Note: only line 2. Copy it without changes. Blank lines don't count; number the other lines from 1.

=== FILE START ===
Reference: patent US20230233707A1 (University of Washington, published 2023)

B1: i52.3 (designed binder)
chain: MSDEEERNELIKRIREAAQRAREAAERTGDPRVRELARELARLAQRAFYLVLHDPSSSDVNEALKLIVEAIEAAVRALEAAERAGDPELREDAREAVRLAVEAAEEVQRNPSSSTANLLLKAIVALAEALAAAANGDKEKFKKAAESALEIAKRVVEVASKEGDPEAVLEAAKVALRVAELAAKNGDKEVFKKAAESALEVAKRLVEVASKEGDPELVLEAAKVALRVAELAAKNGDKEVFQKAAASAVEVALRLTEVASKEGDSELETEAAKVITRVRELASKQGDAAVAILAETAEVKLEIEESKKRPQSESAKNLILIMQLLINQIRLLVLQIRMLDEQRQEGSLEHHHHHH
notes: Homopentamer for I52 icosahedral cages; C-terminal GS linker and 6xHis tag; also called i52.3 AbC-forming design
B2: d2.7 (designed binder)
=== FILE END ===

B1: i52.3 (designed binder)